E-cigarettes are battery-operated electrical devices that must be disposed of correctly at the end of their service life. Under no circumstances should they be disposed of with household waste, in the yellow bag or in public waste bins but should be disposed of free of charge as electronic waste at a recycling centre or retailer.

Electrical appliances can always contain substances that are harmful to the environment. They also contain valuable raw material that can be recycled. For the conservation of natural resources, e-cigarettes should be used for as long as possible and rechargeable e-cigarettes are the more environmentally friendly alternative to disposable e-cigarettes.

Some member companies that offer e-cigarettes or tobacco heaters are very successfully testing take-back schemes for pods (e.g. "Drop the Pod" of BAT) in several markets, e.g. Germany and France. Other measures and innovations lead to a further reduction in packaging and waste: e.g. pods without silicone caps, packaging without outer plastic film or the omission of plastic trays on the shelf. BAT's "Cut the Wrap" campaign, for example, has already saved 100 tonnes of plastic in 2020.

Nicotin pouches [MORE]

By the latest products of the member companies – the nicotine pouches –  the packaging, which in this case is a a can is made from just one material (PP polypropylene) and no longer from a combination of plastics. This increases recyclability.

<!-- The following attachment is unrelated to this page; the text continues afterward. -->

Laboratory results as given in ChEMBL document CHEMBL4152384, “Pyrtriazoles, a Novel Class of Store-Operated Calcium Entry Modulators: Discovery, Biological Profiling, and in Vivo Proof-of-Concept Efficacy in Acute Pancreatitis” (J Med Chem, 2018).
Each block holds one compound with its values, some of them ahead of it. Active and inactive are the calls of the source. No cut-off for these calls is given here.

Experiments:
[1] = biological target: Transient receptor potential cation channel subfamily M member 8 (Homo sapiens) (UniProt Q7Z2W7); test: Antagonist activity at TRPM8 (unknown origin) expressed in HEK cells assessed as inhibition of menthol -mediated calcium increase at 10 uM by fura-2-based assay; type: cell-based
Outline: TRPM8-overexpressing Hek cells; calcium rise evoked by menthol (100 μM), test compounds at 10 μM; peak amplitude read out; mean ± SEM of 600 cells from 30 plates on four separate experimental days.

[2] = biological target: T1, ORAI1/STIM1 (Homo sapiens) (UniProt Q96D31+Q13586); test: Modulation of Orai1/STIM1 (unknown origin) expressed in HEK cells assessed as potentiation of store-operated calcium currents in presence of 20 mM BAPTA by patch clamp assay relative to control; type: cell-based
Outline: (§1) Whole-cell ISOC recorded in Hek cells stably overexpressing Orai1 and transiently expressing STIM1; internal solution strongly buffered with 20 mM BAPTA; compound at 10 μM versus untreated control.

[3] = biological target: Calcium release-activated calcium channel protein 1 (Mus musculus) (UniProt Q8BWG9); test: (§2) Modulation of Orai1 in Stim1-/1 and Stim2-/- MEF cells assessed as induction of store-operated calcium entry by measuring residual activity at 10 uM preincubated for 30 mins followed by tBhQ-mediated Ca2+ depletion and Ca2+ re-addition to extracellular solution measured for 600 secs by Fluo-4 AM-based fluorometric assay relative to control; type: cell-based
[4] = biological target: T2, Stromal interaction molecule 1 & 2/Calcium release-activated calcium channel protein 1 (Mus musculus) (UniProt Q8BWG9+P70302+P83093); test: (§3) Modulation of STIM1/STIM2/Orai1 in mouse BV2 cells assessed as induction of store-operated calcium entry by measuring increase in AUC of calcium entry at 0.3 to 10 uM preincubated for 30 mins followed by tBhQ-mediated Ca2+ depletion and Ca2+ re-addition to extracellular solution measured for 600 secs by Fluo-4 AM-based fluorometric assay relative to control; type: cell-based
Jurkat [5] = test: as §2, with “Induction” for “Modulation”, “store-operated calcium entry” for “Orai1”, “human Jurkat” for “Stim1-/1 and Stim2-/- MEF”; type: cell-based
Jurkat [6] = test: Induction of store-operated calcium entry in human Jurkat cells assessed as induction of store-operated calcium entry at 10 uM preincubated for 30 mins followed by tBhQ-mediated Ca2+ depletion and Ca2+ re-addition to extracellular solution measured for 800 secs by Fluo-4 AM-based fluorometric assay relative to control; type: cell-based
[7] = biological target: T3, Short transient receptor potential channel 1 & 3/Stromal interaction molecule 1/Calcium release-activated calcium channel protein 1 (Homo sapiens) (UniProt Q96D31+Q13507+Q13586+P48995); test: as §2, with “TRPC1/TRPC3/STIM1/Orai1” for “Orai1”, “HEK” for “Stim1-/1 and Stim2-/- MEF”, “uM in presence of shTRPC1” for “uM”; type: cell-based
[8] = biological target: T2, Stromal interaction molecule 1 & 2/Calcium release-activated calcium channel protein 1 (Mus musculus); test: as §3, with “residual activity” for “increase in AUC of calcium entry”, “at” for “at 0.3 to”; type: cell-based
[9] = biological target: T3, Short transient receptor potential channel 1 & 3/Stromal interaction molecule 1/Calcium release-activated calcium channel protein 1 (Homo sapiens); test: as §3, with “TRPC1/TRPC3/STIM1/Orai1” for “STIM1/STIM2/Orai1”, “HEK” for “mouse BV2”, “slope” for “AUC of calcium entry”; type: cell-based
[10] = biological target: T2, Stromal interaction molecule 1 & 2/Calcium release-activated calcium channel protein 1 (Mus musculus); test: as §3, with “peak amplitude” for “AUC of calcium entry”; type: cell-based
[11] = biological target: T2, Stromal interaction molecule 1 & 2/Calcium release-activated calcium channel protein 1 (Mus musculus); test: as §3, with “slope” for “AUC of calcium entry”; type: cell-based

In addition, a large proportion of the cans for nicotine pouches of our member companies is made of white plastic, which, unlike black plastic, is very easy to recycle. This makes the packaging completely recyclable.

The bag itself should also become completely biodegradable. BVTE member companies are working on a replacement for the binder and the polyester content in the bag.

In addition, the first BVTE member companies, such as Swedish Match, are testing the creation of an infrastructure for recycling bags in order to raise consumer awareness for waste avoidance.

Cigarette Waste

The problem of littering

Cigarette waste should not end up in the environment. The BVTE offers information about cigarette filters and cigarette waste, interesting studies and useful tips on environmental protection on its own environmental campaign website. We want to create more awareness among smokers for the importance of disposing of their cigarette waste properly and help to solve the problem of carelessly discarded cigarette waste sustainably.